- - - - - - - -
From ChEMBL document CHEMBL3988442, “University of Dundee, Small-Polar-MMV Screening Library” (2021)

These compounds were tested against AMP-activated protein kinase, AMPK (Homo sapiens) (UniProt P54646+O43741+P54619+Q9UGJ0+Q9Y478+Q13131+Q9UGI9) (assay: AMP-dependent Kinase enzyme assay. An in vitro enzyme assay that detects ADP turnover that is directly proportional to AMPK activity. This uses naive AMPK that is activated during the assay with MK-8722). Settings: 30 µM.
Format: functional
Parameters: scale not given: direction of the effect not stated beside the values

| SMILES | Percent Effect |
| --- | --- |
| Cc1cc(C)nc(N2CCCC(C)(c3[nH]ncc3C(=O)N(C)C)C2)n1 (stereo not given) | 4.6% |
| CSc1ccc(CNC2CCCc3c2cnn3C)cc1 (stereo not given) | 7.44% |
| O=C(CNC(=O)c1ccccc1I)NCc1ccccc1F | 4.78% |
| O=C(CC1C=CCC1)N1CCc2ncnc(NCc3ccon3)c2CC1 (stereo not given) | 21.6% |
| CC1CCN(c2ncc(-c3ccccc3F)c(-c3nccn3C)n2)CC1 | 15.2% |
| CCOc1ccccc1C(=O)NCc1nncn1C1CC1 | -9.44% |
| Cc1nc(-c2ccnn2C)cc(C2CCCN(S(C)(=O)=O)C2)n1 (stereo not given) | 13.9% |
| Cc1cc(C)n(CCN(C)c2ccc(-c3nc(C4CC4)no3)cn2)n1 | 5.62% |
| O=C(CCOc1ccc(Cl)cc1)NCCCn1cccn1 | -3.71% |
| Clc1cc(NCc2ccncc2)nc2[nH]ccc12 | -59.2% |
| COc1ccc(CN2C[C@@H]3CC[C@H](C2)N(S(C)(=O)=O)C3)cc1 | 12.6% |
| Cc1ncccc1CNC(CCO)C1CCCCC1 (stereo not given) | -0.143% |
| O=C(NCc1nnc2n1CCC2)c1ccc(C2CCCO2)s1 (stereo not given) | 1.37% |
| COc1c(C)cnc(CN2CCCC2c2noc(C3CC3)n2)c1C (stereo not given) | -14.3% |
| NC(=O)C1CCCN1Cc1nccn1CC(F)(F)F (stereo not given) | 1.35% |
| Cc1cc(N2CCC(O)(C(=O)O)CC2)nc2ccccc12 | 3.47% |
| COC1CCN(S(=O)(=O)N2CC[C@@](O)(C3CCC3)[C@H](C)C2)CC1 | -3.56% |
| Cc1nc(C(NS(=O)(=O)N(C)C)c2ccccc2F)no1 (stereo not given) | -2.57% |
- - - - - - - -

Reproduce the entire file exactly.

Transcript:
From ChEMBL document CHEMBL3988442, “University of Dundee, Small-Polar-MMV Screening Library” (2021)

These compounds were tested against AMP-activated protein kinase, AMPK (Homo sapiens) (UniProt P54646+O43741+P54619+Q9UGJ0+Q9Y478+Q13131+Q9UGI9) (assay: AMP-dependent Kinase enzyme assay. An in vitro enzyme assay that detects ADP turnover that is directly proportional to AMPK activity. This uses naive AMPK that is activated during the assay with MK-8722). Settings: 30 µM.
Format: functional
Parameters: scale not given: direction of the effect not stated beside the values

| SMILES | Percent Effect |
| --- | --- |
| Cc1cc(C)nc(N2CCCC(C)(c3[nH]ncc3C(=O)N(C)C)C2)n1 (stereo not given) | 4.6% |
| CSc1ccc(CNC2CCCc3c2cnn3C)cc1 (stereo not given) | 7.44% |
| O=C(CNC(=O)c1ccccc1I)NCc1ccccc1F | 4.78% |
| O=C(CC1C=CCC1)N1CCc2ncnc(NCc3ccon3)c2CC1 (stereo not given) | 21.6% |
| CC1CCN(c2ncc(-c3ccccc3F)c(-c3nccn3C)n2)CC1 | 15.2% |
| CCOc1ccccc1C(=O)NCc1nncn1C1CC1 | -9.44% |
| Cc1nc(-c2ccnn2C)cc(C2CCCN(S(C)(=O)=O)C2)n1 (stereo not given) | 13.9% |
| Cc1cc(C)n(CCN(C)c2ccc(-c3nc(C4CC4)no3)cn2)n1 | 5.62% |
| O=C(CCOc1ccc(Cl)cc1)NCCCn1cccn1 | -3.71% |
| Clc1cc(NCc2ccncc2)nc2[nH]ccc12 | -59.2% |
| COc1ccc(CN2C[C@@H]3CC[C@H](C2)N(S(C)(=O)=O)C3)cc1 | 12.6% |
| Cc1ncccc1CNC(CCO)C1CCCCC1 (stereo not given) | -0.143% |
| O=C(NCc1nnc2n1CCC2)c1ccc(C2CCCO2)s1 (stereo not given) | 1.37% |
| COc1c(C)cnc(CN2CCCC2c2noc(C3CC3)n2)c1C (stereo not given) | -14.3% |
| NC(=O)C1CCCN1Cc1nccn1CC(F)(F)F (stereo not given) | 1.35% |
| Cc1cc(N2CCC(O)(C(=O)O)CC2)nc2ccccc12 | 3.47% |
| COC1CCN(S(=O)(=O)N2CC[C@@](O)(C3CCC3)[C@H](C)C2)CC1 | -3.56% |
| Cc1nc(C(NS(=O)(=O)N(C)C)c2ccccc2F)no1 (stereo not given) | -2.57% |